Those of skill will appreciate that the various illustrative logical blocks, modules, circuits, and algorithm steps described in connection with the embodiments disclosed herein can often be implemented as electronic hardware, computer software, or combinations of both. To clearly illustrate this interchangeability of hardware and software, various illustrative components, blocks, modules, circuits, and steps have been described above generally in terms of their functionality. Whether such functionality is implemented as hardware or software depends upon the particular IVR interaction system and design constraints imposed on the overall system. Skilled persons can implement the described functionality in varying ways for each particular IVR interaction system, but such implementation decisions should not be interpreted as causing a departure from the scope of the invention. In addition, the grouping of functions within a module, block or step is for ease of description. Specific functions or steps can be moved from one module or block to another without departing from the invention.
  • [0098]
    The various illustrative logical blocks and modules described in connection with the embodiments disclosed herein can be implemented or performed with a general purpose processor, a digital signal processor (DSP), an integrated circuit (ASIC), a field programmable gate array (FPGA) or other programmable logic device, discrete gate or transistor logic, discrete hardware components, or any combination thereof designed to perform the functions described herein. A general-purpose processor can be a microprocessor, but in the alternative, the processor can be any processor, controller, microcontroller, or state machine. A processor can also be implemented as a combination of computing devices, for example, a combination of a DSP and a microprocessor, a plurality of microprocessors, one or more microprocessors in conjunction with a DSP core, or any other such configuration.
  • [0099]
    The steps of a method or algorithm described in connection with the embodiments disclosed herein can be embodied directly in hardware, in a software module executed by a processor, or in a combination of the two. A software module can reside in random access memory (RAM), flash memory, ROM memory, EPROM memory, EEPROM memory, registers, hard disk, a removable disk, a CD-ROM, or any other form of storage medium. An exemplary storage medium can be coupled to the processor such that the processor can read information from, and write information to, the storage medium. In the alternative, the storage medium can be integral to the processor. The processor and the storage medium can reside in an ASIC.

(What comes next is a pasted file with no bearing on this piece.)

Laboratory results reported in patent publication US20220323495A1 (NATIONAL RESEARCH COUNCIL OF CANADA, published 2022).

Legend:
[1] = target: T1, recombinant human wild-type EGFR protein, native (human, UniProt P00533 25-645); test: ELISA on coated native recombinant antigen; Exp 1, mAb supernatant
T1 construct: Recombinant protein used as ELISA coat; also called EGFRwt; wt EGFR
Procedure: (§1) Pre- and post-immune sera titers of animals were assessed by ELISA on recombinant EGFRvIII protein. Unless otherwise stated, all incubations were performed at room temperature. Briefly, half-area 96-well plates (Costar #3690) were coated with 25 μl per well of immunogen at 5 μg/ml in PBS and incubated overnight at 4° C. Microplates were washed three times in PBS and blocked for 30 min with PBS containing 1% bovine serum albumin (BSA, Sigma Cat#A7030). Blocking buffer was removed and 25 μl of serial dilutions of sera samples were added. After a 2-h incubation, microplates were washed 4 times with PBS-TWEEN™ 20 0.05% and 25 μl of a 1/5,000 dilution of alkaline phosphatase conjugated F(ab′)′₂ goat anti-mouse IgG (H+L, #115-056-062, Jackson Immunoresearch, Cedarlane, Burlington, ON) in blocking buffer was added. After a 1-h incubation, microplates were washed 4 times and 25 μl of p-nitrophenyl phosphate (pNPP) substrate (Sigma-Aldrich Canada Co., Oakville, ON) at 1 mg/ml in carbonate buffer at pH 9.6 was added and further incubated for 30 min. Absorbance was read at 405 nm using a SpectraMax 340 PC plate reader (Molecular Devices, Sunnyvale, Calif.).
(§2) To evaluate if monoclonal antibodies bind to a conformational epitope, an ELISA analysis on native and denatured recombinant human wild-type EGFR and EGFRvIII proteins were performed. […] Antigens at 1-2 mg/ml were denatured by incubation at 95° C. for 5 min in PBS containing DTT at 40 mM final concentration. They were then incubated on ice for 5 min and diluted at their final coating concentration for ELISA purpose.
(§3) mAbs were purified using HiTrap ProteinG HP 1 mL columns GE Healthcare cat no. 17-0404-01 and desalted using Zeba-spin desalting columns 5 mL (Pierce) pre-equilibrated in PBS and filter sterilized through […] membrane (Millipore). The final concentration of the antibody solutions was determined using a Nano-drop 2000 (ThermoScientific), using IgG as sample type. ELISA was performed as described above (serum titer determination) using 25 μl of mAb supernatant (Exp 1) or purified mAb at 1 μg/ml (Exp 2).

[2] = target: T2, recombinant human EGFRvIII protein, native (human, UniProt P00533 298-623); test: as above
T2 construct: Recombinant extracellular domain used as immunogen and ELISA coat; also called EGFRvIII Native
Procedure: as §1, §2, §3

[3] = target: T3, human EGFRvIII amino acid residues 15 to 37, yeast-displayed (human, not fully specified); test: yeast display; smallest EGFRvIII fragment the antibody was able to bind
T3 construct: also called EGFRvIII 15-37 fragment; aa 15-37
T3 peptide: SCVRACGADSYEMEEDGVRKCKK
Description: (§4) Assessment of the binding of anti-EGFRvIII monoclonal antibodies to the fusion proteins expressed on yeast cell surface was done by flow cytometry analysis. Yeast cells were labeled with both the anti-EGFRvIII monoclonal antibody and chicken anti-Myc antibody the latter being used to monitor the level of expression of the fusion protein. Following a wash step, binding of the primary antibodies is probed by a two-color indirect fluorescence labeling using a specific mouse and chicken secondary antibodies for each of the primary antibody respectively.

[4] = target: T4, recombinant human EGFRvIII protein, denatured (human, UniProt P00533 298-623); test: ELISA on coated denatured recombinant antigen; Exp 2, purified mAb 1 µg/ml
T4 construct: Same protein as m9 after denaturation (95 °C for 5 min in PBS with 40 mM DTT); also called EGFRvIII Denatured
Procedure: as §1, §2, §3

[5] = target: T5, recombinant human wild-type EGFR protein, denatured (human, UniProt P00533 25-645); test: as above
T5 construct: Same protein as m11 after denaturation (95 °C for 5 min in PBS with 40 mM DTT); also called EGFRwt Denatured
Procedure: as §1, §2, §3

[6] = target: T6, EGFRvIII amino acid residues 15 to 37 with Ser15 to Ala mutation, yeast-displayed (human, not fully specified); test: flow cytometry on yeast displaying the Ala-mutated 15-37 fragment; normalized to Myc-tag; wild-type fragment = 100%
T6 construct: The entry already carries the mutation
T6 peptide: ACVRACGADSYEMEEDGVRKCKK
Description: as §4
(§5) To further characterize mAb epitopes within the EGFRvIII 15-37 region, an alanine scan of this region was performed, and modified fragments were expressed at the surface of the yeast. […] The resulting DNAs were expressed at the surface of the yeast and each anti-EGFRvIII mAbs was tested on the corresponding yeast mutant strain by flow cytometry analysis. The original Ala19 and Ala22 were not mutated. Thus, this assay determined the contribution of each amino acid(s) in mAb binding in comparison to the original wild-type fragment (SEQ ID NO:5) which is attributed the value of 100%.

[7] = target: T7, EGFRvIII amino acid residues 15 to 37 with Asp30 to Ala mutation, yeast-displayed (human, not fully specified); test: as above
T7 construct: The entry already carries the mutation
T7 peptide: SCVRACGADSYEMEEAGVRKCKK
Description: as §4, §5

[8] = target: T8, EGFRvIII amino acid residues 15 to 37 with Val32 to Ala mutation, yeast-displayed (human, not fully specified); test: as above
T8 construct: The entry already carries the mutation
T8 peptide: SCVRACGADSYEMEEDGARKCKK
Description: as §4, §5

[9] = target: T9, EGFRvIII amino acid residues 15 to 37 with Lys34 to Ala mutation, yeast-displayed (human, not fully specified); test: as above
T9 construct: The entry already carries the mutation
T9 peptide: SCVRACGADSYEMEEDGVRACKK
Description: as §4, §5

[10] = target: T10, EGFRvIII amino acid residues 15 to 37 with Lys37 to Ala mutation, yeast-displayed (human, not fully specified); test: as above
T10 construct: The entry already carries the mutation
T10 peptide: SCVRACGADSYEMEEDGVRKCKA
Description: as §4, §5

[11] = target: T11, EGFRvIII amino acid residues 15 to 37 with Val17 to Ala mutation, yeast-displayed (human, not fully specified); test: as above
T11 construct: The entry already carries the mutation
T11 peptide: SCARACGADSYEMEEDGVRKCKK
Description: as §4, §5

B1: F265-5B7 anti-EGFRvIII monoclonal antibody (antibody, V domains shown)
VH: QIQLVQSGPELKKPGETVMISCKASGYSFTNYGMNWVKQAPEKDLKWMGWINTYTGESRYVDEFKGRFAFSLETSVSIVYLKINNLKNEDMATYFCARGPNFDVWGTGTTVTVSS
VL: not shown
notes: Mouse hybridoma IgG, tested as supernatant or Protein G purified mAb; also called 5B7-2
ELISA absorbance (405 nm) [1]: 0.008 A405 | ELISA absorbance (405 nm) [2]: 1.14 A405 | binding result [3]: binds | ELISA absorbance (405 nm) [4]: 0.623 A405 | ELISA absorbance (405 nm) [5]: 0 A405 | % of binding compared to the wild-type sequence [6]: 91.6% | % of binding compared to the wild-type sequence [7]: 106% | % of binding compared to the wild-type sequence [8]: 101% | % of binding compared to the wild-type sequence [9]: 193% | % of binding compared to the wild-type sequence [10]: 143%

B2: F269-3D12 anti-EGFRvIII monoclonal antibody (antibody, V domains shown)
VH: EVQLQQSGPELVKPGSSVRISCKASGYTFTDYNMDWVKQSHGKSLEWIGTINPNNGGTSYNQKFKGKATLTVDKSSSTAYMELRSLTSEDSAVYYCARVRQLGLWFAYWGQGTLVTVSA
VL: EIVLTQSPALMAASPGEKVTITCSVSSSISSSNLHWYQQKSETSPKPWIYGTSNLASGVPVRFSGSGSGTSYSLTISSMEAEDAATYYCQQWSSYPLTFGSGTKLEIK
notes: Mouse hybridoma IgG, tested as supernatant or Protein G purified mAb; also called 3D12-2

• [0100]
    Various embodiments may also be implemented primarily in hardware using, for example, components such as IVR interaction system specific integrated circuits (“ASICs”), or field programmable gate arrays (“FPGAs”). Implementation of a hardware state machine capable of performing the functions described herein will also be apparent to those skilled in the relevant art. Various embodiments may also be implemented using a combination of both hardware and software.
  • [0101]
    The above description of the disclosed embodiments is provided to enable any person skilled in the art to make or use the invention. Various modifications to these embodiments will be readily apparent to those skilled in the art, and the generic principles described herein can be applied to other embodiments without departing from the spirit or scope of the invention. Thus, it is to be understood that the description and drawings presented herein represent a presently preferred embodiment of the invention and are therefore representative of the subject matter which is broadly contemplated by the present invention. It is further understood that the scope of the present invention fully encompasses other embodiments that may become obvious to those skilled in the art and that the scope of the present invention is accordingly limited by nothing other than the appended claims.
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Classifications
U.S. Classification379/93.01
International ClassificationH04M11/00
Cooperative ClassificationH04M3/493, H04M2203/254, H04M3/4211
European ClassificationH04M3/493
Legal Events
DateCodeEventDescription
Aug 26, 2008ASAssignment
Owner name: SMARTTOUCH, INC., CALIFORNIA
Free format text: ASSIGNMENT OF ASSIGNORS INTEREST;ASSIGNORS:MCDONOUGH, JOHN;OSWAL, RAJ;REEL/FRAME:021444/0568;SIGNING DATES FROM 20080820 TO 20080821
Oct 21, 2009ASAssignment
Owner name: SHORTHAND MOBILE, INC., CALIFORNIA
Free format text: CHANGE OF NAME;ASSIGNOR:SMARTTOUCH MOBILE, INC.;REEL/FRAME:023402/0113
Effective date: 20090311